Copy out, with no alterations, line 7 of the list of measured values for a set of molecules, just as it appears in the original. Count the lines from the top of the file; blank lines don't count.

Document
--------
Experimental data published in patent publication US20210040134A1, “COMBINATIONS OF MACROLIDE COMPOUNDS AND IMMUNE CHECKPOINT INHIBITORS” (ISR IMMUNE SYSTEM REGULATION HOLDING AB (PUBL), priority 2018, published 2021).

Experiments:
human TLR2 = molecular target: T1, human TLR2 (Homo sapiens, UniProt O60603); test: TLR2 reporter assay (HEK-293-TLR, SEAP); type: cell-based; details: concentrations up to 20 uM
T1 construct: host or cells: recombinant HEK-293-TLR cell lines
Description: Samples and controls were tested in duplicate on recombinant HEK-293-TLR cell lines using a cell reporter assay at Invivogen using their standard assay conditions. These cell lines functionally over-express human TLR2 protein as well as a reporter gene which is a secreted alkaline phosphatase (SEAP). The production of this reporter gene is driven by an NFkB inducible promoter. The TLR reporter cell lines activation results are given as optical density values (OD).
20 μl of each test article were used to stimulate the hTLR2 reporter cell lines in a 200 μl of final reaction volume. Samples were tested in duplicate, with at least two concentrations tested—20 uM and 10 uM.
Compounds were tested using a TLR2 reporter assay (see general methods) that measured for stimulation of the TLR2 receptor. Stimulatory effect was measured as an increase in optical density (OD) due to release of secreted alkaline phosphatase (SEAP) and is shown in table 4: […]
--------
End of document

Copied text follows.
Compounds were tested using a TLR2 reporter assay (see general methods) that measured for stimulation of the TLR2 receptor. Stimulatory effect was measured as an increase in optical density (OD) due to release of secreted alkaline phosphatase (SEAP) and is shown in table 4: […]